If you are undergoing drug or chemotherapy treatment for cancer, your kidney health is important to consider. Our kidneys work to filter our blood, removing waste and extra water to make urine. This job is essential during cancer treatment as our kidneys also break down and remove chemotherapy from our body. However some of those drugs can also be damaging to the kidney (the proper term for this is nephrotoxic). Whether or not a chemotherapy drug is nephrotoxic depends on the dose of the drug, if other drugs are used at the same time and if you already have kidney disease.
Although you may not be able to avoid nephrotoxic treatments, you can do some simple things to support kidney function:
- Drink water, water and then more water. First and foremost, make sure you’re drinking enough water! Staying properly hydrated is essential in helping your kidneys function at their best. It has been suggested that recurrent dehydration can lead to long-term kidney damage and potentially even chronic kidney disease (CKD). Water protects your kidneys from toxic waste buildup caused by many cancer drugs as it flushes the drug out of the kidneys. A good general guideline is 6-8, 10-ounce glasses of water per day. If your urine is light yellow or colourless, you are likely getting enough water however, when your urine is dark yellow, this indicates you are dehydrated. You should be making about 1.5 liters of urine daily (about 6 cups). Check out these 22 tips for increasing water intake: https://www.self.com/story/how-to-drink-more-water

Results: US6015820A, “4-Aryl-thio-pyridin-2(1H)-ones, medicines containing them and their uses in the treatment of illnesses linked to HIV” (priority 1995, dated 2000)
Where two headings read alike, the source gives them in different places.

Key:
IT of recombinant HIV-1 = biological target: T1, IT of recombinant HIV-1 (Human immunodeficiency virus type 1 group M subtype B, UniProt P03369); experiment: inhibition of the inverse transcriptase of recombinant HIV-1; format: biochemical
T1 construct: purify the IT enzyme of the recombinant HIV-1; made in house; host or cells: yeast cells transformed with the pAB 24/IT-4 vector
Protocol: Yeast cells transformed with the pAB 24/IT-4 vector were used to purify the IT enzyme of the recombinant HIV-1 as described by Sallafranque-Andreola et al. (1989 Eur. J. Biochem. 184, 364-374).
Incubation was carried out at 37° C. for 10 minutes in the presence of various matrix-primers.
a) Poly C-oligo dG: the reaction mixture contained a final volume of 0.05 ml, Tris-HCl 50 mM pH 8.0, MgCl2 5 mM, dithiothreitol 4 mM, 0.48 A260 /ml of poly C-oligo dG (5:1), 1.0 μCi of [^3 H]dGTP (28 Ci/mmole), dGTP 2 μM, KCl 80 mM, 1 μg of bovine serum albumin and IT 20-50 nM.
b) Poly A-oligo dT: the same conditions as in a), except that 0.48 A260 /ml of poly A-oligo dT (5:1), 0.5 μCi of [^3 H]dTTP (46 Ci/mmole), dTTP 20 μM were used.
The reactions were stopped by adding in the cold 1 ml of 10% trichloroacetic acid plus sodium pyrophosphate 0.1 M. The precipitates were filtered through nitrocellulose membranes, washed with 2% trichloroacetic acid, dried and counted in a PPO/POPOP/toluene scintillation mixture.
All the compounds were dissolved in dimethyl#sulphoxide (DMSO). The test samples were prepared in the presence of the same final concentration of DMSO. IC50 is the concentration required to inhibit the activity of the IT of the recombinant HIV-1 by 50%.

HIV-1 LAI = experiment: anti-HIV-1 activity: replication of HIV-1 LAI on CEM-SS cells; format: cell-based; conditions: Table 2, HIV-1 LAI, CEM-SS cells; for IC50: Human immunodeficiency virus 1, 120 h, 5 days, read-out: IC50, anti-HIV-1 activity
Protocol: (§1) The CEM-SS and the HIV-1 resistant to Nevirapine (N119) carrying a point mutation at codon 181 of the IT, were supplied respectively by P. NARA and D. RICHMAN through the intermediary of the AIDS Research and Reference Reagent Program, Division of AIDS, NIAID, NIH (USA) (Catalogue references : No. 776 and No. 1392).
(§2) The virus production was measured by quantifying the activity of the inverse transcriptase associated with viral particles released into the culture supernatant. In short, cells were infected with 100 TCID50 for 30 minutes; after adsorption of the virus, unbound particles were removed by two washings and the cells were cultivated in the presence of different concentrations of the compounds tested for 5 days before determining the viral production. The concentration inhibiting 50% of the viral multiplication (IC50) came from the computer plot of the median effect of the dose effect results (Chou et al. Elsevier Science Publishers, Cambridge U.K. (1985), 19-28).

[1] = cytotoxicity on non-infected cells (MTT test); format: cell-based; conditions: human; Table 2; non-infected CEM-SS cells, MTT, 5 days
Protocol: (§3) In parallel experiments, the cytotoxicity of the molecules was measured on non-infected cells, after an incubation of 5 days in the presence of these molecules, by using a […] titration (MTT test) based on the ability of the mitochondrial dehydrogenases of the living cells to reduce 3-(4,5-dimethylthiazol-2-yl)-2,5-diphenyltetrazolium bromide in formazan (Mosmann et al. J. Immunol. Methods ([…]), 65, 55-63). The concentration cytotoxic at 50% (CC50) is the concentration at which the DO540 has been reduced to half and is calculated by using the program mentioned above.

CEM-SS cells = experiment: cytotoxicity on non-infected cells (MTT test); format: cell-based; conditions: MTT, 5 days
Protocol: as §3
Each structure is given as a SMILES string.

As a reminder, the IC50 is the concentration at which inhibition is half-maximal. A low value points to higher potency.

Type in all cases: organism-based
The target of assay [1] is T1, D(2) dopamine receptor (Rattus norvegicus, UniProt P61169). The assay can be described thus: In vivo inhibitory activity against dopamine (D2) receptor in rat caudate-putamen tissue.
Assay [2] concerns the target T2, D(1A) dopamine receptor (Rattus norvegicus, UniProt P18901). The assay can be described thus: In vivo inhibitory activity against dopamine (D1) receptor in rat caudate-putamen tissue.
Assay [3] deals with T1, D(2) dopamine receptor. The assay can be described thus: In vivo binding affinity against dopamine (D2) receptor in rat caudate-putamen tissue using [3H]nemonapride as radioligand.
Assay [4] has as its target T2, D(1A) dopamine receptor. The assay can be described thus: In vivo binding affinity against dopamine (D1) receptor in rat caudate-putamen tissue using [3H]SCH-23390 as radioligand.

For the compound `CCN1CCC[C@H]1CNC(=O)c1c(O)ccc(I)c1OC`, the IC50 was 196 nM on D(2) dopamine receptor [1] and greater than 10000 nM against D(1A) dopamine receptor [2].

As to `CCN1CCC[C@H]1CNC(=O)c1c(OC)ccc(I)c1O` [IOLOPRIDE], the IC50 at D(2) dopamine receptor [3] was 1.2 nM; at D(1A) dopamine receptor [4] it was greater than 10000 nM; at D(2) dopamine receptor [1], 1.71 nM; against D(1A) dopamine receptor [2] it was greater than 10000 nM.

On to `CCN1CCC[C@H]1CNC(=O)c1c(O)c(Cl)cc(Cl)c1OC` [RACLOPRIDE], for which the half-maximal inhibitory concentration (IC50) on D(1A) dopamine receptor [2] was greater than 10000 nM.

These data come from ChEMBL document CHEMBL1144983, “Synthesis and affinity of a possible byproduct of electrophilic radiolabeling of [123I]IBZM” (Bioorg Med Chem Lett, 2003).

- Avoid over-the-counter drugs that damage the kidneys, like ibuprofen and other non-steroidal anti-inflammatory drugs (NSAIDs). Talk with your physician or naturopathic doctor about other options that won’t damage your kidneys. In addition, consult with your prescribing physician about any blood pressure medicines and diuretics that you are taking, as some are more kind to your kidneys than others.
- Exercise: use daily movement to help support healthy blood pressure and blood sugar, both which, when elevated, can add to kidney damage. Choose continuous activity such as walking, swimming, bicycling (indoors or out), skiing, aerobic dancing or any other activities in which you need to move large muscle groups continuously. Work toward 30 minutes a session, gradually building up to this level. Remember that exercise has a myriad of other benefits, like improved energy, mood and sleep. Back to our first point, make sure you drink MORE water on the days you exercise! Another good general guideline is to drink ½ a cup of water for every 15 minutes of physical activity.